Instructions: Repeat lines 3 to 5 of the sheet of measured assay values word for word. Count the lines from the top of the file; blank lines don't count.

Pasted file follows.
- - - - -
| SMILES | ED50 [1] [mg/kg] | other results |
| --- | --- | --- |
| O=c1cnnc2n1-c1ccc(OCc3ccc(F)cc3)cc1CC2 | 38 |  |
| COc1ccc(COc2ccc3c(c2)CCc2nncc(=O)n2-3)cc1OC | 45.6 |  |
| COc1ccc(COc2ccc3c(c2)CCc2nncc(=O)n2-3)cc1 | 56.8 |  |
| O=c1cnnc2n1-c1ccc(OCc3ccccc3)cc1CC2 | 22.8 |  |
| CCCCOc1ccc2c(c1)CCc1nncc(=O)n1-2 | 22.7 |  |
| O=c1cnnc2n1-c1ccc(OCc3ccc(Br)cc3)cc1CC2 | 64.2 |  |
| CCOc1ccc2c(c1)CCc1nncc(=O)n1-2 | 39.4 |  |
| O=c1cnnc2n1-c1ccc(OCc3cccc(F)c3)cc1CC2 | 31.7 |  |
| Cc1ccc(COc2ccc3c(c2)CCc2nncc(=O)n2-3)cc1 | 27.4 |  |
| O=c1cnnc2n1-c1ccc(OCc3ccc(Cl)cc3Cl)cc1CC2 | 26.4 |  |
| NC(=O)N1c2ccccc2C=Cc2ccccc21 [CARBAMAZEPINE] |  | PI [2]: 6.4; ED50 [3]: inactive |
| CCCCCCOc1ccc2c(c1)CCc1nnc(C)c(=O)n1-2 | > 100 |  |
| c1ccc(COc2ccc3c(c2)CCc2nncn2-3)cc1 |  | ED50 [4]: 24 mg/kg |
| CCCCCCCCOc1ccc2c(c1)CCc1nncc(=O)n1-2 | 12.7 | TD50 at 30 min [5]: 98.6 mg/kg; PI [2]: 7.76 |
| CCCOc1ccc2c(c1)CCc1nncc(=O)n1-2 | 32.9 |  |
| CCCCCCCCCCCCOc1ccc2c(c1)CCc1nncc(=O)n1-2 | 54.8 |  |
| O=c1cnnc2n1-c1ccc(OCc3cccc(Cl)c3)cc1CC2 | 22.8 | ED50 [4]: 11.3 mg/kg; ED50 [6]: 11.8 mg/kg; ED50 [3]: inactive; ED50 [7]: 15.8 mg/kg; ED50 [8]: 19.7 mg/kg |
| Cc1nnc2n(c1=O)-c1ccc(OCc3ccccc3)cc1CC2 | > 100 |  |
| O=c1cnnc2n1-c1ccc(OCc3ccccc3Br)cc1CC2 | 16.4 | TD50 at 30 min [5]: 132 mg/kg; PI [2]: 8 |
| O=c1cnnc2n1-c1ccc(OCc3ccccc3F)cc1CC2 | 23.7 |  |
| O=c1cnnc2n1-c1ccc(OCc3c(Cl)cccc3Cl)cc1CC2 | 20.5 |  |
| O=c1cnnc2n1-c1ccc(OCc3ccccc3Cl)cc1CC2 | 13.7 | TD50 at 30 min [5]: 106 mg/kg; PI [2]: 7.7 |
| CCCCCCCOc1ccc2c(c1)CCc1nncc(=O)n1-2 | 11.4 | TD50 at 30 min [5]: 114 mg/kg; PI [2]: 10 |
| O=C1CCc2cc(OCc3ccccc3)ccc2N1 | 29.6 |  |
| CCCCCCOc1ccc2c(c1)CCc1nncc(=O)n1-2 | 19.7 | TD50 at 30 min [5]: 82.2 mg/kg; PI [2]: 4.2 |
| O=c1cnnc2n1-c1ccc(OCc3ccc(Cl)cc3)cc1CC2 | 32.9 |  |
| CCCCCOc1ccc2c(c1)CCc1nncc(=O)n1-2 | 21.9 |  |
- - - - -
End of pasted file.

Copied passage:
| O=c1cnnc2n1-c1ccc(OCc3ccc(F)cc3)cc1CC2 | 38 |  |
| COc1ccc(COc2ccc3c(c2)CCc2nncc(=O)n2-3)cc1OC | 45.6 |  |
| COc1ccc(COc2ccc3c(c2)CCc2nncc(=O)n2-3)cc1 | 56.8 |  |